Seek Real Recommendations

Resident foodies dish on their favorite dining experiences

Sep 20, 2012

A restaurant recommendation is a risky request; it can either satisfy the most demanding cravings or go terribly awry or. Foodie Tyler Cowen’s advice? “Start by finding people who themselves love good food and take pride in it … If you ask people for a food tip, and their eyes don’t light up with excitement, ignore them,” says Cowen, author of “Six Rules for Dining Out,” published in The Atlantic Monthly.

To test this theory, I posed a nearly impossible question to Madison Magazine’s three resident foodies: If a guest were in town for one night and could have only one dining experience, what is the most passionate recommendation you’d give them and why?

Neil Heinen

Editorial director and co-author of the monthly food and culture column Genuine Articles

Recommendation: Osteria Papavero

Reasoning: “One night, one dining experience … Sardine is more Madison … but the Osteria is the best meal in town. I like the blend of local sourcing and authentic recipes. If the ingredient can’t be gotten locally and is needed to preserve the authenticity of the dish then that trumps local. But [chef Francesco Mangano] has a wonderfully deft hand in the kitchen. His pastas in particular are beautifully made and served in the genuine Italian tradition … lightly sauced, fresh ingredients, true flavors.”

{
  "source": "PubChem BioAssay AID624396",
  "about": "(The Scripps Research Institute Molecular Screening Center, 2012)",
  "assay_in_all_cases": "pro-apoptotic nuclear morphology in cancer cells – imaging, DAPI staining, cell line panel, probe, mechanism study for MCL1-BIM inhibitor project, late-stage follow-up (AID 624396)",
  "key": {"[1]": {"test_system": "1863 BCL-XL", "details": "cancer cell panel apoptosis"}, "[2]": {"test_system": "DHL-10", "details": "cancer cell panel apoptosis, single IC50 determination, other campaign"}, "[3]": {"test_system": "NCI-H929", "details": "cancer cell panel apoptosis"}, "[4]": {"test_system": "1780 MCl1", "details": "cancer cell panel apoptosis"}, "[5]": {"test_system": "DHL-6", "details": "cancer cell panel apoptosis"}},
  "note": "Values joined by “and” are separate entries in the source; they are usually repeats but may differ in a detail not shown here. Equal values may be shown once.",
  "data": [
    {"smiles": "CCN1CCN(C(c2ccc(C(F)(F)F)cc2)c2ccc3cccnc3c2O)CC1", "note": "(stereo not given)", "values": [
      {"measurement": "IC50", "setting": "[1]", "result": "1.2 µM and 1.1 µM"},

Menu picks: The house-made salumi misti, budino di caramello butterscotch pudding and panna cotta al caffé

Osteria Papavero, 128 E. Wilson St., 255-8376,

Dan Curd

Food columnist and Small Dishes blogger

Recommendation: The Old Fashioned

Reasoning and menu picks: “One answer would not fit all, but assuming that he or she had never been to Wisconsin before, I would choose The Old Fashioned for cheese curds, a Lazy Susan and fried walleye with local microbrews.”

The Old Fashioned, 23 N. Pinckney St., 310-4545,

Otehlia Cassidy

Author of the Dining In column and Local Flavor blog

Recommendation: Alchemy Café

Reasoning: “It is a busy place, but really reflects the flavors of Wisconsin with a seasonal menu, great pub fare, housemade sauces and locally made delicious desserts. Stop in early if you prefer quiet dining, or head over for a late dinner and the free nightly music.”

Menu picks: Locally made desserts by Liz Chapa, the tap beer selection and the Nessalla kombucha, a fermented tea

Alchemy Cafe, 1980 Atwood Ave., 204-7644,


Next rule: Have No Reservations about Reservations

Back to Six Secrets to Dining Out in Madison

Brianna Wilson is a former editorial intern at Madison Magazine.

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